‘A year on from its first signature, the Bangladesh Accord has taken huge strides forward. A factory inspection programme is in full swing. So far, more than 500 factories have been inspected.

‘Each factory is examined for structural integrity and fire and electrical safety. By October this year, the Accord aims to have inspected all 1,500 factories. It has employed a dedicated team of more than 100 technical experts and engineers who now conduct 45 inspections per week.’

• A Cambodian man who was beaten by military police during the lethal suppression of a nationwide strike of garment workers in January died of his head injuries on Saturday, his family said Sunday.

Muon Sokmean, 29, was demanding a $160 minimum wage with colleagues from the Canadia Industrial Park on Veng Sreng Street in Phnom Penh when military police armed with AK-47 assault rifles crushed the protest, killing at least five people and injuring more than 40.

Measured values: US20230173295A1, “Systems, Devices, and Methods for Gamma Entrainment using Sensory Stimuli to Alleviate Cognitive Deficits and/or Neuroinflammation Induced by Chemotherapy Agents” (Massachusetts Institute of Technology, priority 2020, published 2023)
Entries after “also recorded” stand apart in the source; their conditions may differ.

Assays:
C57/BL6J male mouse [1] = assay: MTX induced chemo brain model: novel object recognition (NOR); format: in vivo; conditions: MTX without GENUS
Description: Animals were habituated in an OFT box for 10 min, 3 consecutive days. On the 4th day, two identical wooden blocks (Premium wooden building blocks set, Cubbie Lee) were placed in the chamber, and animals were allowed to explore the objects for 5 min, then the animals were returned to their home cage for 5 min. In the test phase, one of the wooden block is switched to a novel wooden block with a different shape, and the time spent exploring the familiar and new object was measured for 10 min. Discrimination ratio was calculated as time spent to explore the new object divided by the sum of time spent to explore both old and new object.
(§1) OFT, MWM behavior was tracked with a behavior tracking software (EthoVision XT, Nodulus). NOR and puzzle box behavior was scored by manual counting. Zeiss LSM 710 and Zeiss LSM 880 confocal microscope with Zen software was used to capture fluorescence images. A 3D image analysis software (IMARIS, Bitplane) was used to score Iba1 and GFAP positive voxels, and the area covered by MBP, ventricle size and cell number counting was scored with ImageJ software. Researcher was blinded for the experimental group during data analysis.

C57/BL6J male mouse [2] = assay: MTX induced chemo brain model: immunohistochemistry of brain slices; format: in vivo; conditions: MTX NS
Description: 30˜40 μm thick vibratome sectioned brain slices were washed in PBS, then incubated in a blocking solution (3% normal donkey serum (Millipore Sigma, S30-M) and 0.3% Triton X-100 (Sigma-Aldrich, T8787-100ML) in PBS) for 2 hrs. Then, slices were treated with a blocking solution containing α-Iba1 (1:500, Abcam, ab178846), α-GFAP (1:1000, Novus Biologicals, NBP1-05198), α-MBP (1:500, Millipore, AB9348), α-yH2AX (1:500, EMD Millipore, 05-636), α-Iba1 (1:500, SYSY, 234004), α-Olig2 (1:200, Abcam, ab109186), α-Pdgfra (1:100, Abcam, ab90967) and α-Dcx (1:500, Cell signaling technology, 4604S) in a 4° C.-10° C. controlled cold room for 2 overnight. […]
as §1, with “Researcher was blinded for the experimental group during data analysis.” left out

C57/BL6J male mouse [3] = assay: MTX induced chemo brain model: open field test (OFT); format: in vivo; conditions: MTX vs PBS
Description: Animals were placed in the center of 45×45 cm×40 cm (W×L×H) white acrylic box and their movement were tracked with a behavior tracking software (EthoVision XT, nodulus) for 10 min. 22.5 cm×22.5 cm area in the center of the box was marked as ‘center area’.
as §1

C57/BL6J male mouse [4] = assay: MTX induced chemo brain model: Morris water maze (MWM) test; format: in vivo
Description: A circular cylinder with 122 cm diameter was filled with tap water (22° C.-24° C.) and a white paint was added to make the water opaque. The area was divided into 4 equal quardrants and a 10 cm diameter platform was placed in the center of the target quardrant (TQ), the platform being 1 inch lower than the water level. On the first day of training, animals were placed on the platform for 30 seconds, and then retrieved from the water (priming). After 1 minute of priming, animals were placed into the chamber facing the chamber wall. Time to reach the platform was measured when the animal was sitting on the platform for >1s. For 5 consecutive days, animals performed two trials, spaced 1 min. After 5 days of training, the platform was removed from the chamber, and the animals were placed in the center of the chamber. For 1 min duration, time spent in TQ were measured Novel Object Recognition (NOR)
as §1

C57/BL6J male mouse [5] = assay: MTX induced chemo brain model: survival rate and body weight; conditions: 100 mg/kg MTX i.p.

The death of Muon Sokmean from injuries sustained on January 3 would bring the total killed to six. However, an autopsy was not performed before his wife Pok Heam cremated his body on Saturday. Pok Heam said on Sunday that her husband had woken up at 3am Saturday, yelling in pain in their small Pur Senchey district room.

She said she rushed her husband to a clinic but that he died on the way. She said she is certain his injuries from the police’s blows – a damaged eye and a brain contusion – caused his death. ‘I want to file a complaint, but since we are poor how can we win over them?,’ Pok Heam asked. ‘I am very angry with authorities but we cannot do anything.’

Heam cremated her husband’s body on Saturday afternoon in a ceremony attended by opposition leader Sam Rainsy, who also blamed authorities for Muon Sokmean’s death. Rainsy pledged at the ceremony at a Dang Kao district pagoda: ‘We will push to find the justice for the victims and find the perpetrators.’